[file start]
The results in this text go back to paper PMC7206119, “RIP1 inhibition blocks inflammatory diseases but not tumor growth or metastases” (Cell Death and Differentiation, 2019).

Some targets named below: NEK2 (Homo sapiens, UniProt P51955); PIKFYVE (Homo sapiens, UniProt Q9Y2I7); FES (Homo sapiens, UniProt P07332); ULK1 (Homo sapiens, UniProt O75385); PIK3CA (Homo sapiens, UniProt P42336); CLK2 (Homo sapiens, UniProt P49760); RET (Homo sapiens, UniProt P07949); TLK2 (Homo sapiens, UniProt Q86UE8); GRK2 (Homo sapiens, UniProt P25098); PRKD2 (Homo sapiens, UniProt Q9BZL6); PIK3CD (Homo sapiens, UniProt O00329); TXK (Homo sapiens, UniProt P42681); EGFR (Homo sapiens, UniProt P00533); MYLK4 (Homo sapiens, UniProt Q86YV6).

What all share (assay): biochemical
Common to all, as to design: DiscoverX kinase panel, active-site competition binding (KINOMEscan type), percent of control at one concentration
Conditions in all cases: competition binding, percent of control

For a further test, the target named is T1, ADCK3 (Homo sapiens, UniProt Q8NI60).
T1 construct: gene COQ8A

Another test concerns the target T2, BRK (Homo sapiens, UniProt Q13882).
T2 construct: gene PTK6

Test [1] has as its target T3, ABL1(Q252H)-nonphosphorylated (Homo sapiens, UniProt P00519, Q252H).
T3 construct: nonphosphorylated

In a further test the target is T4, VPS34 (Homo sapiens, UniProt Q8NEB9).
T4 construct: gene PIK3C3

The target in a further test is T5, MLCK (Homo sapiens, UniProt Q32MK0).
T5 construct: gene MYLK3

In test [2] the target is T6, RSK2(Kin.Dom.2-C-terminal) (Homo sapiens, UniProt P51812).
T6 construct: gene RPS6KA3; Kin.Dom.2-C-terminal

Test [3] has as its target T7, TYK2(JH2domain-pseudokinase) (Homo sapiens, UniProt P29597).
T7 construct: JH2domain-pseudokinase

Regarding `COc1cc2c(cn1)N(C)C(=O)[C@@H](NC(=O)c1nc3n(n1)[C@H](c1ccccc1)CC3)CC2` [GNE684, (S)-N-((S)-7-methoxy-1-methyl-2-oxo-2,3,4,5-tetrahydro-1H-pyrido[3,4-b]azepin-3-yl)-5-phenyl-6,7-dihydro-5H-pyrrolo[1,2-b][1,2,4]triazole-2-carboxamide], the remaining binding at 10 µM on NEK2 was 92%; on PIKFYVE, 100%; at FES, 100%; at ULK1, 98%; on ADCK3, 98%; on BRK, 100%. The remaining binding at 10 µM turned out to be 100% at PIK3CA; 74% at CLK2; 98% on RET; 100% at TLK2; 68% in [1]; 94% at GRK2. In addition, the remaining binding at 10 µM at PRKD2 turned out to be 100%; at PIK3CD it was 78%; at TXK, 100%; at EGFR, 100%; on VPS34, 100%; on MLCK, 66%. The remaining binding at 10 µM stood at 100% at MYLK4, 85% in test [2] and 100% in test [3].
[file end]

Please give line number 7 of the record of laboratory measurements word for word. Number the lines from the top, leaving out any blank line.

T1 construct: gene COQ8A